Payments for Ecosystem Services (PES) design characteristics
This report gives an overview of the various design characteristics of Payments for Ecosystem Services (PES) schemes and discusses their advantages and drawbacks. For this review, 19 (PES) cases have been examined.
Best practice guidelines for the integrated planning and design of economically sound and environmentally friendly roads in the Mekong floodplains of Cambodia and Viet Nam : synthesis report
For a number of reasons road development in a floodplain, like the still quite natural Mekong floodplain, requires a different approach to planning and technical design, compared to road development in areas that are not regularly) inundated. On the one hand, floods can severely damage infrastructure including roads, whilst on the other hand, roads and associated infrastructure fragment the floodplains and interrupt the natural flow of water, sediments, nutrients and aquatic life. The underlying question addressed by the ‘Roads and Floods’ project, is how to develop roads in a sensitive ecosystem like the floodplain of the Mekong in a sustainable manner that minimizes the impact on the benefits of the annual inundations and at the same time reduces damage to roads. The main findings of the project are presented in this synthesis report.
Determination of good environmental status : implementation of the Marine Strategy Framework Directive for the Dutch part of the North Sea (background document 2 of 3)
Understanding the present-day morphodynamics of Ameland inlet, part 2
The Kustgenese 2.0 program has resulted in unique high-resolution bed surveys of Ameland inlet. These measurements allow us to (1) investigate, analyse and better understand the morphodynamic changes on its ebb-tidal delta, and (2) to investigate the half-yearly changes in sediment budget. A time series of near yearly ebb-tidal delta bathymetries over the past decade, displays how initial small-scale perturbations in the central part of the ebb-tidal delta (the ebb-chute and shield systems) develop, grow, migrate and start to dominate the developments of the entire ebb-tidal delta. The realisation that small-scale perturbations result in ebb-tidal delta scale relocation of channels and shoals has important implications for the future morphadynamie modelling of the area. These morphodynamic models will have to contain sufficient resolution and detailed processes to capture such distortions. The high-resolution multi-beam data obtained in Ameland inlet provides valuable information on the prevailing sediment transport directions. Such knowledge is essential for the future validation of our process-based sediment transport models. Based on these surveys, we are able to construct sediment transport patterns for the proximal part of the ebb-tidal delta; Borndiep is primarily ebb-dominant and Westgat flood-dominant. These transport directions correspond to the sediment transport patterns derived from the morphodynamic changes. Correspondences in repeat surveys on the ebb-tidal delta confirm that (1) bedform asymmetry is an indicator for bedform migration, and (2) coherent, consistent, bedform fields occur through the various surveys.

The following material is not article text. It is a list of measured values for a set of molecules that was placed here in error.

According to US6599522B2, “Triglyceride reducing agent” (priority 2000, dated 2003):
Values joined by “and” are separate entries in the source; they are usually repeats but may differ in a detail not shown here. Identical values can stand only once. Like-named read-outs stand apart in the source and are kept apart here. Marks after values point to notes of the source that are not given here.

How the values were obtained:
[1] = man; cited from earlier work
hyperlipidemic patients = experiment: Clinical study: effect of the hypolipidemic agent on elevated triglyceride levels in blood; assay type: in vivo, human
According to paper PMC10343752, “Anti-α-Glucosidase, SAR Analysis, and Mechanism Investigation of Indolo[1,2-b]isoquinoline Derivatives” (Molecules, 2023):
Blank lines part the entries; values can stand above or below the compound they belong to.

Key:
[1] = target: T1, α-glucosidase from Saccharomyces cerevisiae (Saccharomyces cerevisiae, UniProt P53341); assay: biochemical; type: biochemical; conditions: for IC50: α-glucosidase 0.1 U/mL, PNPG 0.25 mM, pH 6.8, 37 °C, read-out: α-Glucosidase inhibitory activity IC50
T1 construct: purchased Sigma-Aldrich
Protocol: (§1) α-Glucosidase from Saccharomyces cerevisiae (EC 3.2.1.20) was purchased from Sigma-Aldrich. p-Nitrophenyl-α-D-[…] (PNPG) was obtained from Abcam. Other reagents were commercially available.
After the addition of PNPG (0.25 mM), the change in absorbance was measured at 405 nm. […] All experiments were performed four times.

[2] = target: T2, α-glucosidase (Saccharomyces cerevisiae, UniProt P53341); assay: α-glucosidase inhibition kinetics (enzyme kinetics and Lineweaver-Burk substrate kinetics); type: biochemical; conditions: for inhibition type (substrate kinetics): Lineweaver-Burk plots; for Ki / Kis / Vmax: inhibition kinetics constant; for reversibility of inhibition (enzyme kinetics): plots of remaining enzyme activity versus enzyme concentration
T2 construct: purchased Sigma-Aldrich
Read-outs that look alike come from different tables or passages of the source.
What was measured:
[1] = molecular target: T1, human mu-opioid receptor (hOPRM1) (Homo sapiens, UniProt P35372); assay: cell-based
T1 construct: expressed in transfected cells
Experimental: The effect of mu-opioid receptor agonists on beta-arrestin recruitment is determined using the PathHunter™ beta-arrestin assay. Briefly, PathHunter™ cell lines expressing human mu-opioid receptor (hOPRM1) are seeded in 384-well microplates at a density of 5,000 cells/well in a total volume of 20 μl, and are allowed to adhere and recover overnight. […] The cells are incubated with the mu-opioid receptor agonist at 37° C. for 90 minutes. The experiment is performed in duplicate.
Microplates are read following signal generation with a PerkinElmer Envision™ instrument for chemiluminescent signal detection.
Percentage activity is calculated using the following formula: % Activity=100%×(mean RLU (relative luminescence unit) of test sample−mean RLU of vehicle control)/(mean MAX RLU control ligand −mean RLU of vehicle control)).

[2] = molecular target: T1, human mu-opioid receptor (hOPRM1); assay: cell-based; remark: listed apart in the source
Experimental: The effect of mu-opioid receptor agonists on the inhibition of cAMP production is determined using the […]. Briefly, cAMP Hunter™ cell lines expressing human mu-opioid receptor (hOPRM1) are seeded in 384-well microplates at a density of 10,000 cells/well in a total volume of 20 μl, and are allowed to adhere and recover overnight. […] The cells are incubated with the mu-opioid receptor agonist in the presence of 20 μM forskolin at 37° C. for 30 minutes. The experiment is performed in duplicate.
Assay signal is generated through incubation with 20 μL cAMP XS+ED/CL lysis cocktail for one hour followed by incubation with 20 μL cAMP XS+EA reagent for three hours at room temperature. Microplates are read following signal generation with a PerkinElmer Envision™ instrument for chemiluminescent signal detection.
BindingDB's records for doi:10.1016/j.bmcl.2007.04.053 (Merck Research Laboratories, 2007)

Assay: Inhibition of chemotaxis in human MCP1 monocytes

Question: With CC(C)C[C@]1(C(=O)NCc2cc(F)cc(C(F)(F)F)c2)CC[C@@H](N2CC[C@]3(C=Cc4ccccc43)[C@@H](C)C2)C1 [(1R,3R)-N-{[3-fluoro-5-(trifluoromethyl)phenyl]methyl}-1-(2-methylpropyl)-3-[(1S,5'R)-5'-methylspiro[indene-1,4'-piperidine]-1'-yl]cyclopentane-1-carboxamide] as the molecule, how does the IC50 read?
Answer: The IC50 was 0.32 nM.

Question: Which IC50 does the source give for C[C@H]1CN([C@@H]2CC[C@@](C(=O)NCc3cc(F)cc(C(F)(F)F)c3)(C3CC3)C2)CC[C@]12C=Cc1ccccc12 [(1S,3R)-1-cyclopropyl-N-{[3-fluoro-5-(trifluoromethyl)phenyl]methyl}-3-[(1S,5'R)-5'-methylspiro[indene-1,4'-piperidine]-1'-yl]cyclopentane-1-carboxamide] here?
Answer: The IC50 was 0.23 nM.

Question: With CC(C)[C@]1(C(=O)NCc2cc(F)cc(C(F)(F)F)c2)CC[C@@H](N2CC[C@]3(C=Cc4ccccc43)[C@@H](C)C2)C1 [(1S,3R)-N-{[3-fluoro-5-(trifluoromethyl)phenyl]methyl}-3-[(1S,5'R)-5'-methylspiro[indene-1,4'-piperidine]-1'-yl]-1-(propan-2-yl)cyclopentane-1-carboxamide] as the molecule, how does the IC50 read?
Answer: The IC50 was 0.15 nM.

The 3D Dutch Continental Shelf Model - Flexible Mesh (3D DCSMFM) : setup and validation
This report deals with the setup and validation of a three-dimensional hydrodynamic model (3D DCSM-FM) of the Northwest European Shelf, including the North Sea and adjacent shallow seas and estuaries such as the Wadden Sea and the Eastern and Western Scheidt. The model is developed in D-HYDRO Flexible Mesh and is based on the horizontal schematization of the 2D DCSM-FM model. Unlike this 2D model, 3D DCSM-FM includes temperature and salinity as state parameters. The validation is performed for three configurations of the model, which differ from each other with respect to horizontal resolution, model bathymetry and bottom roughness.
Duurzaam en circulair gebruik van land en het Bodem-Water-Sediment systeem : ontwikkeling van een CE scan
Dit rapport is erop gericht om de relatie tussen circulaire economie en land en het bodem-water-sedimentsysteem neer te zetten. Een aantal concepten en methodieken wordt weergegeven en er is een eerste aanzet gedaan voor een getrapte methodiek om projecten op hun circulariteit weer te geven.